January 24, 2014

Japan's Growing Fossil Fuel Burden

From Platt's Energy Economist, a tally of the sharply growing costs of Japan's fossil fuel imports, a consequence of the near-total shutdown of the nuclear industry after the accident at Fukushima in 2011. For a time in 2012, no nuclear plant was operating in Japan; since then, a few (of the some fifty reactors) have been restarted. The consequences for Japan have proven quite serious.   

It is no surprise that less than three years after Fukushima, the Japanese government is seeking to rehabilitate the nuclear industry’s role in the country’s generation mix as indicated by comments made by Trade and Industry Minister Toshimitsu Motegi in December. Returning the country’s reactors to operation would have a significant impact on the trade balance, Japan’s over-dependence on imported energy commodities, and power prices.

It is a paradox that nuclear power can be described as both cheap and expensive. The cost of new nuclear power has risen over time and new reactor construction is significantly more expensive than in the past. Combined with the high capital cost and other risks involved it is hard to make the case that it is competitive with fossil fuels. But where the capital cost was sunk decades ago and paid down or written off, the ongoing low fuel costs of nuclear mean existing nuclear fleets do provide low cost and low carbon electricity.
Japan is the world’s largest importer of LNG, the second biggest importer of coal and the third largest importer of oil. Having minimal production of any of these three key energy commodities, nuclear power has been essential to offsetting the security and economic implications of such a high degree of import dependency. As a result of much reduced nuclear generation, in 2012, Japan spent $289 billion on net imports of fossil fuels, more than any other country in the world, including China and the United States, according to the Institute for Energy Economics Japan. . . .
Fukushima was a disaster not just in human terms, for the nuclear industry or the finances of the Tokyo Electric Power Company, but for the country and economy as a whole. The increase in fossil fuel imports and the money paid to secure them has outweighed economic growth and gains in income. The situation has been exacerbated by depreciation of the Yen, which has made energy commodity price imports, all priced in US dollars, more expensive in local currency terms.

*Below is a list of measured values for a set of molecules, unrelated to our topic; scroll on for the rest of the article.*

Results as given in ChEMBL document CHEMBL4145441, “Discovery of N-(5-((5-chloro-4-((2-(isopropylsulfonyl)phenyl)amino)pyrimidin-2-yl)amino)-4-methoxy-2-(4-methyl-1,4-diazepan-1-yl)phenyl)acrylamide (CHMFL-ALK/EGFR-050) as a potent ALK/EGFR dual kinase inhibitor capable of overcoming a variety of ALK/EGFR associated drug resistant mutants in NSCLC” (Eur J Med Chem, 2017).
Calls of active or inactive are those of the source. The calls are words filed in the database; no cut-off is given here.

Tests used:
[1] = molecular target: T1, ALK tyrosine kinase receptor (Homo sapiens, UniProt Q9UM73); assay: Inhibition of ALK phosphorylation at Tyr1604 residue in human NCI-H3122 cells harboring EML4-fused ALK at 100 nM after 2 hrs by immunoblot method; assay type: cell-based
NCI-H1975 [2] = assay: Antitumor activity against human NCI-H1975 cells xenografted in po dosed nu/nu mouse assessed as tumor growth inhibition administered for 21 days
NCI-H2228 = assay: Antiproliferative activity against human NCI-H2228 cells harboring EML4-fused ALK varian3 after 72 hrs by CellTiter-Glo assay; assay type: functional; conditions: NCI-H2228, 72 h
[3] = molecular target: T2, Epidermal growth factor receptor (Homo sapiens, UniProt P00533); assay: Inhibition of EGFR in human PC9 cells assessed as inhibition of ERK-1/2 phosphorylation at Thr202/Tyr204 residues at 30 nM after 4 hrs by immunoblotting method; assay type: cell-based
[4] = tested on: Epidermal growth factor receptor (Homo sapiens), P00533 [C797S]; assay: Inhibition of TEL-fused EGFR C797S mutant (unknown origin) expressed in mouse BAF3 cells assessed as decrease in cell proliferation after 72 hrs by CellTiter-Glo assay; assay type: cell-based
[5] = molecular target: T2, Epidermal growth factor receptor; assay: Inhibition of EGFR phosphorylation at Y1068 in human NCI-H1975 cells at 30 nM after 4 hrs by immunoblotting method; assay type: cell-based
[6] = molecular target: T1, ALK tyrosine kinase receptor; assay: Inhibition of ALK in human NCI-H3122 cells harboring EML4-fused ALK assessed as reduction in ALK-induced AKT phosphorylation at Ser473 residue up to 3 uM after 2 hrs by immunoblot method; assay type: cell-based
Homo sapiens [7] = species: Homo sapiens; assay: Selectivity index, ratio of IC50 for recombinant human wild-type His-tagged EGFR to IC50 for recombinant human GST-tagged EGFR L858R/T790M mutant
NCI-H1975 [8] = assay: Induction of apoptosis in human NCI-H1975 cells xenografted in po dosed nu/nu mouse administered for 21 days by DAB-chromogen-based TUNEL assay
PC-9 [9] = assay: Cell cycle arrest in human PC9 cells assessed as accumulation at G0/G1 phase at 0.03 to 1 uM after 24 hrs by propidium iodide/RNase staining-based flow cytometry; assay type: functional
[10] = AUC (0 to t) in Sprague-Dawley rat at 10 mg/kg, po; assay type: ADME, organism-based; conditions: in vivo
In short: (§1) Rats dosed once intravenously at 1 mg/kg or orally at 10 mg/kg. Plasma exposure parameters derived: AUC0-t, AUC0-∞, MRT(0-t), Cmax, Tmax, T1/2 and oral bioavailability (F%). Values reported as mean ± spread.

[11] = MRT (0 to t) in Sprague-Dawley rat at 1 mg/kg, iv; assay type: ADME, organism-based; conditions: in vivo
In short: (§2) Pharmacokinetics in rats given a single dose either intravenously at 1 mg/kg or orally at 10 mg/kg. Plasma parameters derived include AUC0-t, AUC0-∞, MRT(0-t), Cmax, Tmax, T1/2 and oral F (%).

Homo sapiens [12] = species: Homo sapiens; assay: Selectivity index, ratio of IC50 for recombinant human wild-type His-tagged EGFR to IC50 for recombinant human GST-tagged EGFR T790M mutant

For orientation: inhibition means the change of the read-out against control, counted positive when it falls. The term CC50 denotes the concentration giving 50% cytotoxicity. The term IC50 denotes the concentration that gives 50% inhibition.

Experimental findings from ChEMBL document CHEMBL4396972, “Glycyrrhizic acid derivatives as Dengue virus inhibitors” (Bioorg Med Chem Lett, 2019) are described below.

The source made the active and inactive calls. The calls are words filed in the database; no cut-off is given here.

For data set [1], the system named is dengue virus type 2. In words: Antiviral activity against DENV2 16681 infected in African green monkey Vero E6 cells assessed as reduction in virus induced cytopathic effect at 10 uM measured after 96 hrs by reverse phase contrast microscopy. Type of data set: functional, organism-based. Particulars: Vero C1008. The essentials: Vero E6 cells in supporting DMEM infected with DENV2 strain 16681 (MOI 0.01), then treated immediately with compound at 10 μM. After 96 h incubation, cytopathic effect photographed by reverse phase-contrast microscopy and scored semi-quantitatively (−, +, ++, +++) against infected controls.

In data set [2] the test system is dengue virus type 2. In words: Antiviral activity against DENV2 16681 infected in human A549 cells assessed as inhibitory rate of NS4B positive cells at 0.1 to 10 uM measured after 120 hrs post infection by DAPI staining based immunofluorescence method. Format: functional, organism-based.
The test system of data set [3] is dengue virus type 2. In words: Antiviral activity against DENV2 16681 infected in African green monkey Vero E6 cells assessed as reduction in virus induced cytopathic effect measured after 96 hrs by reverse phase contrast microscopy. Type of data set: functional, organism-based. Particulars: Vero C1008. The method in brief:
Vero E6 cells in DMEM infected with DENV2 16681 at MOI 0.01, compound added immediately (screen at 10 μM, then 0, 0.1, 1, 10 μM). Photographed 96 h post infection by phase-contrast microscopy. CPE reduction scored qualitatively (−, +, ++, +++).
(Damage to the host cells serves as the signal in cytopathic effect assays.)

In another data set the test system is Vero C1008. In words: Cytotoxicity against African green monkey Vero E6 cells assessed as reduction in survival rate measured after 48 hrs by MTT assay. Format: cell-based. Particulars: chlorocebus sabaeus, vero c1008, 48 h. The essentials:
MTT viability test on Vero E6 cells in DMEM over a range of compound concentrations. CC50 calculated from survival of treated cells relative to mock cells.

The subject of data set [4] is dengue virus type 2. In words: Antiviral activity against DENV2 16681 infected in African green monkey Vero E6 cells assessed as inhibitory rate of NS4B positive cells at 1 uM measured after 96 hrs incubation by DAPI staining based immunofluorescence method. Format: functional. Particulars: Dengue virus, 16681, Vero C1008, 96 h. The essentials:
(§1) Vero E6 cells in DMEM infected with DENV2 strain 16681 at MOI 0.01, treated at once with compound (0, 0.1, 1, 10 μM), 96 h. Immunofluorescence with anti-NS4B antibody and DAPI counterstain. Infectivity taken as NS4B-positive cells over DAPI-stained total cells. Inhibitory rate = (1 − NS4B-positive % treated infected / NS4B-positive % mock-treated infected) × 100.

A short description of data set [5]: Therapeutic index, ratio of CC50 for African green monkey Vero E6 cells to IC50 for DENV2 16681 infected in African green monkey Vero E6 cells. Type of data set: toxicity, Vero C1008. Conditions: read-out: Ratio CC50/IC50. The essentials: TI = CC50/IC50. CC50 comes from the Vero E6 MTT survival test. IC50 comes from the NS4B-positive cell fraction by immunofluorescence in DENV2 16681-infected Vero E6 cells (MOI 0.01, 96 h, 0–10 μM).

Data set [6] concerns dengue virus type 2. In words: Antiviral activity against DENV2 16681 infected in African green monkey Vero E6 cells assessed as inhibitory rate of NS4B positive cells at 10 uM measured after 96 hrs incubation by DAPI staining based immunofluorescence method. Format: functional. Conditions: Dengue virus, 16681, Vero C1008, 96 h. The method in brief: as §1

Spending on net imports of fossil fuels as a ratio of nominal GDP for Japan is thought to have reached 5.3% in 2013, compared with 3.1% for China and 1.5% in the US. According to the IEEJ’s senior economist Akira Yanagisawa, China’s ratio fell because GDP grew more strongly than the increase in net fossil fuel imports, meaning no additional burden on the economy. But for Japan the opposite was the case, while currency depreciation added one percentage point to the increased burden.
 Bringing the country’s reactors back on line is proving a slow and uncertain process, owing to the new regulatory safeguards put in place in the aftermath of Fukushima. But for commodity markets, the impact will fall entirely on oil rather than LNG or coal.
 According to the IEEJ’s medium-case scenario — 16 reactors back in operation for an average of eight months in the year — oil consumption would fall from a projected 241.8 GL in fiscal 2013 to 220.4 GL in fiscal 2014, a drop of 8.6%. In contrast, natural gas use is expected to continue to rise to a record 91.1 mt in fiscal 2014, while coal consumption will increase to 191.1 mt. Even with final energy consumption falling by 0.4%, Japan’s natural gas and coal usage are expected to breach new historic highs. As such, Japan has little choice but to revert to nuclear energy.

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Ross McCracken, “The burden that Japan is facing in its higher energy costs,” Platt’s Energy Economist, January 24, 2014. Via Barrel Blog.

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